On July 8, seeking improved military centralization and coordination, Syrian President Bashar al-Assad announced a comprehensive restructuring of his country's security apparatus. This is the largest-scale overhaul of the Syrian army in seven years. The biggest change is the appointment of Gen. Ali Mamlouk as vice president for security affairs, making him the most powerful Sunni official in the country. Many have interpreted these moves as being part of the greater Russia-Iran conflict over the control of Syria's military. Despite being allies in the Syrian War, Russia and Iran are in competition for Syria's security infrastructure. This rivalry demonstrates that while the Russians and Iranians are united in the fight against a common enemy in Syria, they are divided on their preferred outcome of that fight.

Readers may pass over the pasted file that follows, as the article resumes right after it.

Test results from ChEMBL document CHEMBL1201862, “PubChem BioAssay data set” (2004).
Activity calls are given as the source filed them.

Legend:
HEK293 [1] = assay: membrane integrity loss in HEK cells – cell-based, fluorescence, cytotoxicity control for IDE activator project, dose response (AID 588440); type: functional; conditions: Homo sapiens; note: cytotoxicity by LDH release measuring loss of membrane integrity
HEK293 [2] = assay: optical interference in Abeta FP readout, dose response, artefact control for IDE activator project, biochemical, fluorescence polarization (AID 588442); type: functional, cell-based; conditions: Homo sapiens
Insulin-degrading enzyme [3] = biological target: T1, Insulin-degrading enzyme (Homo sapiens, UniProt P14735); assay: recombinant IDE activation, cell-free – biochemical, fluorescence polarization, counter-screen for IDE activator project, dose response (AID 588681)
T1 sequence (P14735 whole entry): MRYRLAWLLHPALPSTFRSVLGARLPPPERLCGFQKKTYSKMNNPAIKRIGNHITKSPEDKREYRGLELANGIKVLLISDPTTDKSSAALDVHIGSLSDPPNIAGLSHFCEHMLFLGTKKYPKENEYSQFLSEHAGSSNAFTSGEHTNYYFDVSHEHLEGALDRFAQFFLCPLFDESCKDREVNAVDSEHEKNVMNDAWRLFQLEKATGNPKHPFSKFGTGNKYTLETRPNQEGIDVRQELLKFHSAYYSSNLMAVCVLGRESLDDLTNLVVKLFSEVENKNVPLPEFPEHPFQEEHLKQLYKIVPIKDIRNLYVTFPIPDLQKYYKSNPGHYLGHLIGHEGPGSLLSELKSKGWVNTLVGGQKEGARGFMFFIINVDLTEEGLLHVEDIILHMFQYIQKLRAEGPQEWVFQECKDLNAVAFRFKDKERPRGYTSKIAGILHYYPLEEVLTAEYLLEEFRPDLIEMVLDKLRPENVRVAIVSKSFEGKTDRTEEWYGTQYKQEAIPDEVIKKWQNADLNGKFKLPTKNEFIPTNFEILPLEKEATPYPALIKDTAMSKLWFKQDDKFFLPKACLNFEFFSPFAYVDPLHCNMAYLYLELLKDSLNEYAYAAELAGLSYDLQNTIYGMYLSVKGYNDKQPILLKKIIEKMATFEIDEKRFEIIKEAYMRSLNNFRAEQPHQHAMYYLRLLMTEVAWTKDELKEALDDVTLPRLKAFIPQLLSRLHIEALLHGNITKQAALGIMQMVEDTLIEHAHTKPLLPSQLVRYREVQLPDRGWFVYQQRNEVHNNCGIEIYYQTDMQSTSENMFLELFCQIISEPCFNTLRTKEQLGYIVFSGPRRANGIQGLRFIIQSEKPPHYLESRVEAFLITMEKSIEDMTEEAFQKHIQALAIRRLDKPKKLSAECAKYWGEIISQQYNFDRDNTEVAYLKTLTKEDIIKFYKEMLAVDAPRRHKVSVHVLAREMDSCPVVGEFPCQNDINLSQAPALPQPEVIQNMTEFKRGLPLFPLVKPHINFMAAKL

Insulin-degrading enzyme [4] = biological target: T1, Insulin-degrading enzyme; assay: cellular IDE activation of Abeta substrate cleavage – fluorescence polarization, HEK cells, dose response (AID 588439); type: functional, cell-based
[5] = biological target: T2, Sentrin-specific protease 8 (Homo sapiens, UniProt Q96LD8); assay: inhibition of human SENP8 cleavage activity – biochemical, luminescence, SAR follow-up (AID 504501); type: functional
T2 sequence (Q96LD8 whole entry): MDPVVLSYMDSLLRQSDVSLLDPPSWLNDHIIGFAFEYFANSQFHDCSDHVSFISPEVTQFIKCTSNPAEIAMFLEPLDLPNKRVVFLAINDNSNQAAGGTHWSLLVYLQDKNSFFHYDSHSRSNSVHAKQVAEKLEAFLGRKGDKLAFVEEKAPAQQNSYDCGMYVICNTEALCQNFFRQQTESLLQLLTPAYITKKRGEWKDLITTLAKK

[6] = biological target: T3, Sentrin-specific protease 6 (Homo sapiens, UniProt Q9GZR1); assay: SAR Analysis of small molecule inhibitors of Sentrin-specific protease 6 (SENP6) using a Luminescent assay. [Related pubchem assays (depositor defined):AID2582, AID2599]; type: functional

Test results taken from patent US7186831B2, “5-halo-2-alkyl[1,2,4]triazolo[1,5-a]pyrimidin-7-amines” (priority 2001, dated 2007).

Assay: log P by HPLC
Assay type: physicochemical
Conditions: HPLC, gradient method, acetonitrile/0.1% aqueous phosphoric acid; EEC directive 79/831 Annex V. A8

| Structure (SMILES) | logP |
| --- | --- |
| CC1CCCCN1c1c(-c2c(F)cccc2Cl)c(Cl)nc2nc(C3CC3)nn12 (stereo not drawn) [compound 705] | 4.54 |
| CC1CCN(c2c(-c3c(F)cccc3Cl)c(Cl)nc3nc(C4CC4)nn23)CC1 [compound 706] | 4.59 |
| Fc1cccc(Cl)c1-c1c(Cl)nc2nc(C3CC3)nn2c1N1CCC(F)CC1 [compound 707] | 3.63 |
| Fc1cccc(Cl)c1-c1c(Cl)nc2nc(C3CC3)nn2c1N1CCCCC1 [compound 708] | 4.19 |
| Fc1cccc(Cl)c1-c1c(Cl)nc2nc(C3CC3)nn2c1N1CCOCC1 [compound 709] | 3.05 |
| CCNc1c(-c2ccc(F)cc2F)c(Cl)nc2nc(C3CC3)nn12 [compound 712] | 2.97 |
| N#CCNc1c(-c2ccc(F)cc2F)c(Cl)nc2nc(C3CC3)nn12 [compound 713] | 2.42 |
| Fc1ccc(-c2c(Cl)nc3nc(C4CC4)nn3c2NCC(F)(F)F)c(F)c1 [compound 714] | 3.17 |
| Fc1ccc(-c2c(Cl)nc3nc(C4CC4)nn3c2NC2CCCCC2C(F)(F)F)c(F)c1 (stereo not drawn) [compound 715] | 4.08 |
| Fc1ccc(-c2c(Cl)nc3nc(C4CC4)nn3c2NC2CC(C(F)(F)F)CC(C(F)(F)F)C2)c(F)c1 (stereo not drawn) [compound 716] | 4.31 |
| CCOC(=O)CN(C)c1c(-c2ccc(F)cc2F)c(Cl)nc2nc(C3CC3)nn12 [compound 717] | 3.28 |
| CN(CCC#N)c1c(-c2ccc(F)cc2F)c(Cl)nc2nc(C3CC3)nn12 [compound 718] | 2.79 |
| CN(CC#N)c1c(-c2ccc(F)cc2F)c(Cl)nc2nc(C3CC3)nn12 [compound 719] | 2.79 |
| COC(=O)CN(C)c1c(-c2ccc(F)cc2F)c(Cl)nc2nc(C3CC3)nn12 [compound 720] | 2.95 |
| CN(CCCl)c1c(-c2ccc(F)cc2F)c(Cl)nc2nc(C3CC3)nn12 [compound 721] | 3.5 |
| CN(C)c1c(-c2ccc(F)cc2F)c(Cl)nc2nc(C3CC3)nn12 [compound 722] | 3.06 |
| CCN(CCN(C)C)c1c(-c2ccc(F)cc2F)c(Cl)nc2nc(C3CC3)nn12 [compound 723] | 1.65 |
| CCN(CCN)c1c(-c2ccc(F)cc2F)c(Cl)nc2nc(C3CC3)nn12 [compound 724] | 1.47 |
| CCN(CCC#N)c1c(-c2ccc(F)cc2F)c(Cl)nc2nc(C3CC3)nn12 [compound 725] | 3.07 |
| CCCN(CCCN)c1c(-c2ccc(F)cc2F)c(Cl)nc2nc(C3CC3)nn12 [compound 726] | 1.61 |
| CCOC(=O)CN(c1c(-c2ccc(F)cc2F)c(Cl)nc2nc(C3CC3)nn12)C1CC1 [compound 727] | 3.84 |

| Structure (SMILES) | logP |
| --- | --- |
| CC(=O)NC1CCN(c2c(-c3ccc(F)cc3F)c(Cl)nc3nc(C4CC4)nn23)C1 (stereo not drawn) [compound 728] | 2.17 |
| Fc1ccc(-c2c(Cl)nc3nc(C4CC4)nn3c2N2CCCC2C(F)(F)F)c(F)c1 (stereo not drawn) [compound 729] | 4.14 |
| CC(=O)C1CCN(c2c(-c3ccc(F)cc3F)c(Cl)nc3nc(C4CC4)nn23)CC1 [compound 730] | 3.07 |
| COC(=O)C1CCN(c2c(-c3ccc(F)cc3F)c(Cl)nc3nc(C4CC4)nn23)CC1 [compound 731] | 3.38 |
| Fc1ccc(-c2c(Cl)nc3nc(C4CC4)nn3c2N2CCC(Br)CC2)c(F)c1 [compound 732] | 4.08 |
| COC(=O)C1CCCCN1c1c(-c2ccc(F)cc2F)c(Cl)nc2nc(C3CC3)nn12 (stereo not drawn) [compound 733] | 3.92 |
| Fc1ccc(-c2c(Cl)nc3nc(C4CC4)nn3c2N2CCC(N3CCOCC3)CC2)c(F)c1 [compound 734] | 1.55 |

Source: Middle East Eye (London) — July 17, 2019

Turkey — Metin Gurcan: Syria safe zone: Can U.S. reconcile conflicting demands of Turkey, YPG?
An American delegation led by James Jeffrey is headed to Turkey to discuss a proposed safe-zone as the Turkish government feels threatened by Kurdish autonomy on its southern border. The safe-zone is intended to serve as a buffer zone between the Turkish and northern Syrian borders. Military activities have increased along the border area, which is under Syrian Kurdish rule. Turkey is unable to proceed with any military activity unless it is given the approval of the United States. The U.S. seems to be in agreement with Turkey's proposal to create a buffer zone with a limited operation. Jeffrey and his team have allegedly persuaded officials from the People’s Protection Units (YPG) to accept the creation of a buffer zone, but there are still questions that must be parsed out, such as the size of the buffer zone and who would be responsible for controlling the cease-fire line in it.
Source: al-Monitor (Washington, DC) — July 22, 2019

Turkey — Serkan Demirtas: Turkey's education system raises alarm for future